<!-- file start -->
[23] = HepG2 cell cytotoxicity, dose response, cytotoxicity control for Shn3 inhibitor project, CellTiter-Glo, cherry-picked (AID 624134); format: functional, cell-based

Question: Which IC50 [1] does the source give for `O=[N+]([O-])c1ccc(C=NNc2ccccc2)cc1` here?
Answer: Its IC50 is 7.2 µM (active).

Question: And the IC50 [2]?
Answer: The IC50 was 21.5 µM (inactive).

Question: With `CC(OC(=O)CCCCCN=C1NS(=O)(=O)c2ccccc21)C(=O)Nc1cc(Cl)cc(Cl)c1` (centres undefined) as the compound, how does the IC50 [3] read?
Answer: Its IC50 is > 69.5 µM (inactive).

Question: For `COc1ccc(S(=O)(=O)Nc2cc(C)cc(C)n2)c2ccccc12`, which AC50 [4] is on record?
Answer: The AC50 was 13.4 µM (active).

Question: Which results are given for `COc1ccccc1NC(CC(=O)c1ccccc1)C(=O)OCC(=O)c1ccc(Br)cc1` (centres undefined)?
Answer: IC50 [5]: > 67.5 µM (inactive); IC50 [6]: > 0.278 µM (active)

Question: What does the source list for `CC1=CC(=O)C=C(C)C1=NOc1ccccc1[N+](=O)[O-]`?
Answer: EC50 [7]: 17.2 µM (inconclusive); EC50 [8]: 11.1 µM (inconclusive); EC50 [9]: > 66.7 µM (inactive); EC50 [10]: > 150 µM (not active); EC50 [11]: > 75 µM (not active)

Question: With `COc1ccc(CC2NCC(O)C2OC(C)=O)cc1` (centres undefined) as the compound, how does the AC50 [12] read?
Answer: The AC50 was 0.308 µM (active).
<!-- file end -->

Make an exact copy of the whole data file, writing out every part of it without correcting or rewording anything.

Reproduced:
[23] = HepG2 cell cytotoxicity, dose response, cytotoxicity control for Shn3 inhibitor project, CellTiter-Glo, cherry-picked (AID 624134); format: functional, cell-based

Question: Which IC50 [1] does the source give for `O=[N+]([O-])c1ccc(C=NNc2ccccc2)cc1` here?
Answer: Its IC50 is 7.2 µM (active).

Question: And the IC50 [2]?
Answer: The IC50 was 21.5 µM (inactive).

Question: With `CC(OC(=O)CCCCCN=C1NS(=O)(=O)c2ccccc21)C(=O)Nc1cc(Cl)cc(Cl)c1` (centres undefined) as the compound, how does the IC50 [3] read?
Answer: Its IC50 is > 69.5 µM (inactive).

Question: For `COc1ccc(S(=O)(=O)Nc2cc(C)cc(C)n2)c2ccccc12`, which AC50 [4] is on record?
Answer: The AC50 was 13.4 µM (active).

Question: Which results are given for `COc1ccccc1NC(CC(=O)c1ccccc1)C(=O)OCC(=O)c1ccc(Br)cc1` (centres undefined)?
Answer: IC50 [5]: > 67.5 µM (inactive); IC50 [6]: > 0.278 µM (active)

Question: What does the source list for `CC1=CC(=O)C=C(C)C1=NOc1ccccc1[N+](=O)[O-]`?
Answer: EC50 [7]: 17.2 µM (inconclusive); EC50 [8]: 11.1 µM (inconclusive); EC50 [9]: > 66.7 µM (inactive); EC50 [10]: > 150 µM (not active); EC50 [11]: > 75 µM (not active)

Question: With `COc1ccc(CC2NCC(O)C2OC(C)=O)cc1` (centres undefined) as the compound, how does the AC50 [12] read?
Answer: The AC50 was 0.308 µM (active).